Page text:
LA BioMed's physician-researchers named among Southern California Super Doctors for 2015

LA BioMed's physician-researchers named among Southern California Super Doctors for 2015

Los Angeles Biomedical Research Institute's physician-researchers continue to rate among the nation's and the region's best doctors, with 44 of them listed among Southern California Super Doctors for 2015 or set to be listed among America's Top Doctors when it issues its 2015 publication later this year. [More]
AHS provides updated assessment of treatments for acute migraine

AHS provides updated assessment of treatments for acute migraine

The January issue of the American Headache Society journal Headache provides an updated assessment of the best treatments to use when a migraine attack occurs. The assessment will form the basis of new AHS treatment guidelines. [More]
Stomach ulcer bug H. pylori may reduce risk of developing multiple sclerosis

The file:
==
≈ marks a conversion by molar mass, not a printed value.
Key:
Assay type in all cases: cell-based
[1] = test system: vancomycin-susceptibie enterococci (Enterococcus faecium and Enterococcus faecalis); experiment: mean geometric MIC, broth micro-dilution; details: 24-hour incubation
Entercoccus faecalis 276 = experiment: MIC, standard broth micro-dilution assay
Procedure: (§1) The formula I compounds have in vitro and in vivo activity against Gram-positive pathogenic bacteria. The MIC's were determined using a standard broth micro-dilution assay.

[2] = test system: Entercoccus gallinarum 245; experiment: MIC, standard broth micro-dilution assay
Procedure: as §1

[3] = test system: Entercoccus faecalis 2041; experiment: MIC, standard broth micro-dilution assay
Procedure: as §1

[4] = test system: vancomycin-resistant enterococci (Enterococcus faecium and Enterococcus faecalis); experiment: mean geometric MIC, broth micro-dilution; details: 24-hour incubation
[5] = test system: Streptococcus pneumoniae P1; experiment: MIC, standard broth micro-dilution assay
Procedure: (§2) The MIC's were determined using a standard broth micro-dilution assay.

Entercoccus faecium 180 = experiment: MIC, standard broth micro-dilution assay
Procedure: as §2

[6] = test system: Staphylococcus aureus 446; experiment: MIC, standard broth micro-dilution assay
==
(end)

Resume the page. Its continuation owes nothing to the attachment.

Stomach ulcer bug H. pylori may reduce risk of developing multiple sclerosis

A West Australian team has found evidence that the stomach ulcer bacterium, Helicobacter pylori, is associated with a lower risk of multiple sclerosis (MS), bolstering evidence for the role of the ‘hygiene hypothesis’ in autoimmune disorders. [More]
Controlling acute and chronic pain in women

Controlling acute and chronic pain in women

Despite the variety of effective treatments, and physicians who specialize in treating pain, women often suffer unnecessarily from conditions ranging from backaches to pain after cancer surgery, and also treat their pain with medications that may be ineffective and possibly harmful, according to a review of research related to women and pain by the American Society of Anesthesiologists. [More]
Study suggests that common gut microbe may control risk of developing MS